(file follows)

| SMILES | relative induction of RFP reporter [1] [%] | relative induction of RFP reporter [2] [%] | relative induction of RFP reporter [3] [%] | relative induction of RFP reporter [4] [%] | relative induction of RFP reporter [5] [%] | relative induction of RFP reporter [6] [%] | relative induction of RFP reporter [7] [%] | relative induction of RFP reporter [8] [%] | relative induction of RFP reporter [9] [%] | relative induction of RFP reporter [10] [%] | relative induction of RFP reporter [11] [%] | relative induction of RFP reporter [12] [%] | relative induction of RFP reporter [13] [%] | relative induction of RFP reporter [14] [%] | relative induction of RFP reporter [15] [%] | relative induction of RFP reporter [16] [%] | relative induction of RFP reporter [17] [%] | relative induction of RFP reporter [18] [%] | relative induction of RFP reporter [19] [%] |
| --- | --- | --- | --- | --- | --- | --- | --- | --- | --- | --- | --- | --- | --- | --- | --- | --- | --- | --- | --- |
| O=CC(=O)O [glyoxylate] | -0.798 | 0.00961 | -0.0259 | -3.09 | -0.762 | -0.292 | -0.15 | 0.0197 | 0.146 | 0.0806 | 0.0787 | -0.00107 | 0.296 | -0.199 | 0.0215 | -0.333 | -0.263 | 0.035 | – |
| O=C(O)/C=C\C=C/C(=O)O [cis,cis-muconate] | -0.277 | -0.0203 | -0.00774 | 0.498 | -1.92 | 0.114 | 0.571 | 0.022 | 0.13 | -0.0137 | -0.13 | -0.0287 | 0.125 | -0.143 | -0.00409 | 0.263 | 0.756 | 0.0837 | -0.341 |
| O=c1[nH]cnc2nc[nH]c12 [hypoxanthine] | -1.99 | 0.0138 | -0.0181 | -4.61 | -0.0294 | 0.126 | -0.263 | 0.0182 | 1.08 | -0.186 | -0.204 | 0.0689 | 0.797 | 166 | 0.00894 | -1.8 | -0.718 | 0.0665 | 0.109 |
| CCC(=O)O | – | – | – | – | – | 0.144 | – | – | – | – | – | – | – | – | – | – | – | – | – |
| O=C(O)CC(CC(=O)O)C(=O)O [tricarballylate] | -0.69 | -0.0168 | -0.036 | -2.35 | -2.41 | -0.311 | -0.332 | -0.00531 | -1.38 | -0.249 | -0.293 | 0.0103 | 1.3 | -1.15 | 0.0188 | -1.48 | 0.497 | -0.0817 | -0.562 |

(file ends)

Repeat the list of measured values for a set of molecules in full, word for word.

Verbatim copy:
| SMILES | relative induction of RFP reporter [1] [%] | relative induction of RFP reporter [2] [%] | relative induction of RFP reporter [3] [%] | relative induction of RFP reporter [4] [%] | relative induction of RFP reporter [5] [%] | relative induction of RFP reporter [6] [%] | relative induction of RFP reporter [7] [%] | relative induction of RFP reporter [8] [%] | relative induction of RFP reporter [9] [%] | relative induction of RFP reporter [10] [%] | relative induction of RFP reporter [11] [%] | relative induction of RFP reporter [12] [%] | relative induction of RFP reporter [13] [%] | relative induction of RFP reporter [14] [%] | relative induction of RFP reporter [15] [%] | relative induction of RFP reporter [16] [%] | relative induction of RFP reporter [17] [%] | relative induction of RFP reporter [18] [%] | relative induction of RFP reporter [19] [%] |
| --- | --- | --- | --- | --- | --- | --- | --- | --- | --- | --- | --- | --- | --- | --- | --- | --- | --- | --- | --- |
| O=CC(=O)O [glyoxylate] | -0.798 | 0.00961 | -0.0259 | -3.09 | -0.762 | -0.292 | -0.15 | 0.0197 | 0.146 | 0.0806 | 0.0787 | -0.00107 | 0.296 | -0.199 | 0.0215 | -0.333 | -0.263 | 0.035 | – |
| O=C(O)/C=C\C=C/C(=O)O [cis,cis-muconate] | -0.277 | -0.0203 | -0.00774 | 0.498 | -1.92 | 0.114 | 0.571 | 0.022 | 0.13 | -0.0137 | -0.13 | -0.0287 | 0.125 | -0.143 | -0.00409 | 0.263 | 0.756 | 0.0837 | -0.341 |
| O=c1[nH]cnc2nc[nH]c12 [hypoxanthine] | -1.99 | 0.0138 | -0.0181 | -4.61 | -0.0294 | 0.126 | -0.263 | 0.0182 | 1.08 | -0.186 | -0.204 | 0.0689 | 0.797 | 166 | 0.00894 | -1.8 | -0.718 | 0.0665 | 0.109 |
| CCC(=O)O | – | – | – | – | – | 0.144 | – | – | – | – | – | – | – | – | – | – | – | – | – |
| O=C(O)CC(CC(=O)O)C(=O)O [tricarballylate] | -0.69 | -0.0168 | -0.036 | -2.35 | -2.41 | -0.311 | -0.332 | -0.00531 | -1.38 | -0.249 | -0.293 | 0.0103 | 1.3 | -1.15 | 0.0188 | -1.48 | 0.497 | -0.0817 | -0.562 |